Monday, September 08, 2014

Book-A-Day 2014 #251: The Undertaking of Lily Chen by Danica Novgorodoff

It can be thrilling to see a creator entirely shift focus and discover something new. I reviewed Danica Novgorodoff's first two full-length graphic novels a few years back -- Slow Storm, an original story about horses and forest fires, men and women; and Refresh, Refresh, about war and the home front and boys who thought they were men, with a long complicated path from literary short story to screenplay to comics -- and thought they both had real strengths, but told more than they showed and were overly burdened by their foregrounded themes.

Novgorodoff is back after five years -- it take a long time to write and draw nearly five hundred pages of comics -- with The Undertaking of Lily Chen, a new original that almost seems to be by an entirely different woman than the earlier two books. The art is lighter and brighter, with Novgorodoff's lovely watercolors as backgrounds or strategically placed in her panels to give the sense of a Chinese painting, and figures that are much looser and more lively, just this side of rubber-hose and full of energy and action.  And the story is more matter-of-fact, flowing out organically on the page with only a few captions -- and it's set in a very different milieu from those first two books, among different people, with very different worldviews and lives.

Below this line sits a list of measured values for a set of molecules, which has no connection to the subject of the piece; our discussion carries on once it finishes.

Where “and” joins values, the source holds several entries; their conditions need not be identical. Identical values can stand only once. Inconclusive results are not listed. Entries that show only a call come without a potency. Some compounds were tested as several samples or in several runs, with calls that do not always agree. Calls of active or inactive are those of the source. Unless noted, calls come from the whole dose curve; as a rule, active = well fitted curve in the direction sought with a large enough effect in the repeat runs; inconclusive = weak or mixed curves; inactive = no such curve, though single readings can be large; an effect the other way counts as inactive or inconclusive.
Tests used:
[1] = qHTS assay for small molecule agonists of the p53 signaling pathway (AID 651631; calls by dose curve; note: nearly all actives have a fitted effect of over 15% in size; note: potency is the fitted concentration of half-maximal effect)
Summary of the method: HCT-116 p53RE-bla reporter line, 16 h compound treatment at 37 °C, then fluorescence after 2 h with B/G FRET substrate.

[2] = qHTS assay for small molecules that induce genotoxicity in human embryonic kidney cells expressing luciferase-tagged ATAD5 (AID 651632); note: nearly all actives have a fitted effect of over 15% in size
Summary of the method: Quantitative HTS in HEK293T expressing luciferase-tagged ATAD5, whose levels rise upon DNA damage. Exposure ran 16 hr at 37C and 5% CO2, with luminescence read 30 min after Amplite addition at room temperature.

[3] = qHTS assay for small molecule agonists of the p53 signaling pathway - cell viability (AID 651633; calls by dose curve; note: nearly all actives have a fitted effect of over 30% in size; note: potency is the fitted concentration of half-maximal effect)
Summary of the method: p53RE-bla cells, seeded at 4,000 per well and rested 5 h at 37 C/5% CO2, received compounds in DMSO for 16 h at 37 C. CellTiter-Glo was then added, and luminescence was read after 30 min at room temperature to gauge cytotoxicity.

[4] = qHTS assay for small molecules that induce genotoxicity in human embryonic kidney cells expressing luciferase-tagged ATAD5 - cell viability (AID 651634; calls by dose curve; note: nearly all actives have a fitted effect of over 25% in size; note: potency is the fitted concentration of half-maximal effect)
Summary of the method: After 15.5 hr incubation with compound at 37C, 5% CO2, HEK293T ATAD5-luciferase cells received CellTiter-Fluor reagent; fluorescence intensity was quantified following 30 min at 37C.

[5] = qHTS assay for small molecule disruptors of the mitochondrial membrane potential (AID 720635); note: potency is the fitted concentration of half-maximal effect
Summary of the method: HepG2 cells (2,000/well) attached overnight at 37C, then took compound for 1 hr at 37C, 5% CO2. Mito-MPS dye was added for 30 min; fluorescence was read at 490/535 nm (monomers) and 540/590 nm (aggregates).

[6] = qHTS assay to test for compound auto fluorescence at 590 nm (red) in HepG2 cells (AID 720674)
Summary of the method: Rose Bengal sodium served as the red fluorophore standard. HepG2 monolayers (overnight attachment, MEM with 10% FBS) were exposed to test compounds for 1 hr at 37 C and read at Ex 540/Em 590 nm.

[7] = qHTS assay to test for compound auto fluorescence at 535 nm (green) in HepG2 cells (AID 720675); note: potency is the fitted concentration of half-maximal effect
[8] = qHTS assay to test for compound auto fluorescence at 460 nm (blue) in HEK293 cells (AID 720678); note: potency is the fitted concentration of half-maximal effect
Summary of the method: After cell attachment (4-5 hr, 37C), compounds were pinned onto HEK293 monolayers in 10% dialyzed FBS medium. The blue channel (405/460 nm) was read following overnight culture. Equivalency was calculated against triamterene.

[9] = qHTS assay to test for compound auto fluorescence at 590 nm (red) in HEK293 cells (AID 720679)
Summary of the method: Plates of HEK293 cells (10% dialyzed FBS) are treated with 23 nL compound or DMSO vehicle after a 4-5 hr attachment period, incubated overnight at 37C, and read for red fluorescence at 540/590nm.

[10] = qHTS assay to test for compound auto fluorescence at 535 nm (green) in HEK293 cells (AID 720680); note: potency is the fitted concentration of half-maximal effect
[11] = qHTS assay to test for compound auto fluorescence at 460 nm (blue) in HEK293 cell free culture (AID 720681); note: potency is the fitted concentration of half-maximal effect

Lily Chen is mostly the story of Deshi Li, the put-upon second son of a successful businessman somewhere in rural north China. After a drunken escapade kills his golden boy older brother, Wei, Deshi is sent off by his hateful parents: he must find a freshly dead young woman to be married to Wei, so the favored son can enter Heaven with an appropriate wife.

Lily Chen, on the other hand, has her own unpleasant parents to deal with: they've just realized that they're at the end of the thirty-year lease on their home, and the only way to extend it is to marry young Lily off to the slimy land agent Mr Peng.

After Deshi's original plans fall through, he meets Lily, who claims to be heading to Bejing to find her rich doctor cousin. And she would be perfect as a bride for his brother -- if only she weren't so alive. Along the way, Deshi and Lily run into a host of other characters, nearly all of whom are working one scheme or another: if they traveled much farther, it would be a picaresque.

The Undertaking of Lily Chen is as serious as Novgorodoff's previous books, but it's funnier and slier at the same time: it's full of characters who all have their own aims and delusions and plans and dreams, and all fully intend to live up to all of them. It's big and bold and exciting and real and does all of the big important things her earlier books strived for, but does it with a light touch and a wry smirk at the same time.

Book-A-Day 2014 Introduction and Index

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